Mari Carmen Aponte was appointed by the Obama administration as Ambassador to El Salvador. Because she has been a controversial appointment, twice rejected by the US Congress, Obama appointed her while the Congress was not in session to avoid a traditional confirmation.
Almost immediately after beginning her tenuous tenure, Ms Aponte exposed the justification for opposition to bestowing the ambassadorship on her shoulders.
This June, Ms Aponte submitted an editorial to the local publication La Prensa Grafica stating that everyone has a responsibility to “inform our neighbors and friends about what it means to be lesbian, gay, bisexual or transgender.”1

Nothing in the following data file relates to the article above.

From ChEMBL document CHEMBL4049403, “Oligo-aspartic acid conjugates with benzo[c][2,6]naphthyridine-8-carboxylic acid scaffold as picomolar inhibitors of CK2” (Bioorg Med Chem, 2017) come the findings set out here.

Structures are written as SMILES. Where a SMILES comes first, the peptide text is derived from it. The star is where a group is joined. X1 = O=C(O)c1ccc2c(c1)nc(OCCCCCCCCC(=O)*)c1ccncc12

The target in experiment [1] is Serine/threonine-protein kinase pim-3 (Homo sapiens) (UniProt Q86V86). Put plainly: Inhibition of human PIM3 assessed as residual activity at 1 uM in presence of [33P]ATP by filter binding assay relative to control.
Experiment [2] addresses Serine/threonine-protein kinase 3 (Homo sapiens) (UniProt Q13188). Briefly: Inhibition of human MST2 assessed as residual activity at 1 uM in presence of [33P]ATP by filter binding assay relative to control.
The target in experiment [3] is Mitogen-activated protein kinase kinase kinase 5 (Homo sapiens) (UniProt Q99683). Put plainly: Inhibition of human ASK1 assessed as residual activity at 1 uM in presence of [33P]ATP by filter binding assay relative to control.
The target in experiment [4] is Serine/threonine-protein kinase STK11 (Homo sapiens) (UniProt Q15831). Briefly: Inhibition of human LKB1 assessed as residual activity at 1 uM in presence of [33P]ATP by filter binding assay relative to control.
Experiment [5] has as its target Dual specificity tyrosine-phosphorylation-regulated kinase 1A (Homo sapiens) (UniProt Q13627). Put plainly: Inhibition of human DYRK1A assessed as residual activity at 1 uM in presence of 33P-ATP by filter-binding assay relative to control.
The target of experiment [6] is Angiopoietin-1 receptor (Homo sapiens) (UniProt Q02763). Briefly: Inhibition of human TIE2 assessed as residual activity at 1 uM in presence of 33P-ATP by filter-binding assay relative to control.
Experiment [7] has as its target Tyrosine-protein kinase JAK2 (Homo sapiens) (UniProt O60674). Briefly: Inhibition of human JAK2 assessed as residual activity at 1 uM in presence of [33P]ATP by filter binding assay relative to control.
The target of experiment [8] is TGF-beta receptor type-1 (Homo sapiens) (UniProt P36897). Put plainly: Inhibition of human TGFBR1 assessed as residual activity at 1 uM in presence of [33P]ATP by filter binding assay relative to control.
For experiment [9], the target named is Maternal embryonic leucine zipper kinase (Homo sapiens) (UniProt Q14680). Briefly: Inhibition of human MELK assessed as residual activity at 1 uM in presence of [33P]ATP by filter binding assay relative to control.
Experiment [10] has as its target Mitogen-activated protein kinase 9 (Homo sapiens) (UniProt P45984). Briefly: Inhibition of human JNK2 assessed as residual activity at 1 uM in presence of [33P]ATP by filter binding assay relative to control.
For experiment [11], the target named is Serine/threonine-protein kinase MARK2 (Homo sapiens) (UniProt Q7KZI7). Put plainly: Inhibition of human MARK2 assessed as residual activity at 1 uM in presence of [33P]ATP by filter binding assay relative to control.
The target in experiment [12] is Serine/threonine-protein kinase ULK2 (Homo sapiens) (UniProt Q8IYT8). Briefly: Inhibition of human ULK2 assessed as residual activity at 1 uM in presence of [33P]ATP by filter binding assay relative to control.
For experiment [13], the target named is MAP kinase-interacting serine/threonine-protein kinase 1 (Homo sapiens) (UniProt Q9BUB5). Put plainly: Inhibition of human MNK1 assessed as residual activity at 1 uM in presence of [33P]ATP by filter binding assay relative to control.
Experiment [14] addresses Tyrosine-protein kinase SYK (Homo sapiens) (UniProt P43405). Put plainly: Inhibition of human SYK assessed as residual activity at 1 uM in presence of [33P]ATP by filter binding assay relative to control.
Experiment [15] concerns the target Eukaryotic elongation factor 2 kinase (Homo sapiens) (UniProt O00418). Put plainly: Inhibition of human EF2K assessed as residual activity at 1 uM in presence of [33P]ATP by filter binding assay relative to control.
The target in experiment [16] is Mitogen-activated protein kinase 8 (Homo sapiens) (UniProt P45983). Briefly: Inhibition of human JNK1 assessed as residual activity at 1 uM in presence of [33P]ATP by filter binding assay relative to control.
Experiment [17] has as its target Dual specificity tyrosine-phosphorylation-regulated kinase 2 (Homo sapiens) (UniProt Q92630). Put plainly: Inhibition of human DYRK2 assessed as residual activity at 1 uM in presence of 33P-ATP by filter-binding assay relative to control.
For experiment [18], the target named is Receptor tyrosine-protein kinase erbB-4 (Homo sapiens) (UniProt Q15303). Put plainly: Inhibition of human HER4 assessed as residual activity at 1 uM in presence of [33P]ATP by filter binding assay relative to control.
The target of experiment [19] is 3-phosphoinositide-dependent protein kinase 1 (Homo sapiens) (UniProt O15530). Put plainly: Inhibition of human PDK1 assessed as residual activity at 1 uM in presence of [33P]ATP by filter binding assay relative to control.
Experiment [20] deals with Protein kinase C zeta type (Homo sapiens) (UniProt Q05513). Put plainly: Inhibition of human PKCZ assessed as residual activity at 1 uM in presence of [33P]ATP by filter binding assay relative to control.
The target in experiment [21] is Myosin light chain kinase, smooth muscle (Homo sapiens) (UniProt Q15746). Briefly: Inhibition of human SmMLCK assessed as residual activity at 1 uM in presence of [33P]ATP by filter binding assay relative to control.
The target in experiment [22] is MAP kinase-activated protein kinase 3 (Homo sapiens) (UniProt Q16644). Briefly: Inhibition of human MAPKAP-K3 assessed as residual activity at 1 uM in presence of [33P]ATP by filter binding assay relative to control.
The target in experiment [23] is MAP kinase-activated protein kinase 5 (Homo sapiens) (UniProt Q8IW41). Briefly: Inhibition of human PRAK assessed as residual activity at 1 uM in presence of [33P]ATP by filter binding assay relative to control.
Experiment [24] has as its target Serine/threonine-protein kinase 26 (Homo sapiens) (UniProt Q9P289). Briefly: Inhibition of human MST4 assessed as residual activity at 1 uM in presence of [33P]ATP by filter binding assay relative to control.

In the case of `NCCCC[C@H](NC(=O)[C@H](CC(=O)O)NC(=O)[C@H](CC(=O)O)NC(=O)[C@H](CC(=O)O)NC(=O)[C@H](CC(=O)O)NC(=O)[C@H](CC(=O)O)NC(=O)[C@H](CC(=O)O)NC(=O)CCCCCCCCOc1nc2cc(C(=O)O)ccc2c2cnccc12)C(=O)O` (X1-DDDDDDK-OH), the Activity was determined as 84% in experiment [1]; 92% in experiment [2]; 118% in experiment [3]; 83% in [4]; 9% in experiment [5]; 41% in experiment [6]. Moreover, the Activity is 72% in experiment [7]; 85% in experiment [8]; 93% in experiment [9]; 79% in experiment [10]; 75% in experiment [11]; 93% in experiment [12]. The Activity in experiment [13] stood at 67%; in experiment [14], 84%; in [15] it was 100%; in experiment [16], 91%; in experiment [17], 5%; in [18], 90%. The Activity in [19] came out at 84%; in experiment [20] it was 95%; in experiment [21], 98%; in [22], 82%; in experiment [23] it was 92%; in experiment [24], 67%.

An ambassadorship position is largely seen as a way to promote cooperation between the two countries, while respecting the values of both countries.
Her comments drew criticism by a coalition of pro-life and pro-family groups within El Salvador, and across Latin America, which published a response in El Diario de Hoy. She has drawn criticism about her interest to drive her personal agenda in a country where 80% of the population identifies as either Catholic, or Protestant.
Her initial rejections in the US Congress stem from concerns over amorous ties to Cuban spy networks.
1 “Aponte’s Agenda – HUMAN EVENTS.” Conservative News, Views & Books – HUMAN EVENTS. 9 Nov. 2011. Web. 11 Nov. 2011. <http://www.humanevents.com/article.php?id=47410>.